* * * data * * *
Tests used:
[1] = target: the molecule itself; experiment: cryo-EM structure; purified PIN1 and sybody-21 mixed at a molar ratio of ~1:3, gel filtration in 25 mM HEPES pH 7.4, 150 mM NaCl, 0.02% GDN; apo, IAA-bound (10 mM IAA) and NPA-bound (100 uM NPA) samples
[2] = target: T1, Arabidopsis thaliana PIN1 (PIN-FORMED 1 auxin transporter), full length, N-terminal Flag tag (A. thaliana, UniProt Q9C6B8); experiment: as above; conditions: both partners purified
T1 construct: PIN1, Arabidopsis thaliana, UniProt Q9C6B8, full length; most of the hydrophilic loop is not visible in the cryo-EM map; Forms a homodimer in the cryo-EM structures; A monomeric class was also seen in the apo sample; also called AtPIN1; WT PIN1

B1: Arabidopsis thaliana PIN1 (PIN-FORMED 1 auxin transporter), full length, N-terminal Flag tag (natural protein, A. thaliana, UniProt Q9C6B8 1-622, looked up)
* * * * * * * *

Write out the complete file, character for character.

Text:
Tests used:
[1] = target: the molecule itself; experiment: cryo-EM structure; purified PIN1 and sybody-21 mixed at a molar ratio of ~1:3, gel filtration in 25 mM HEPES pH 7.4, 150 mM NaCl, 0.02% GDN; apo, IAA-bound (10 mM IAA) and NPA-bound (100 uM NPA) samples
[2] = target: T1, Arabidopsis thaliana PIN1 (PIN-FORMED 1 auxin transporter), full length, N-terminal Flag tag (A. thaliana, UniProt Q9C6B8); experiment: as above; conditions: both partners purified
T1 construct: PIN1, Arabidopsis thaliana, UniProt Q9C6B8, full length; most of the hydrophilic loop is not visible in the cryo-EM map; Forms a homodimer in the cryo-EM structures; A monomeric class was also seen in the apo sample; also called AtPIN1; WT PIN1

B1: Arabidopsis thaliana PIN1 (PIN-FORMED 1 auxin transporter), full length, N-terminal Flag tag (natural protein, A. thaliana, UniProt Q9C6B8 1-622, looked up)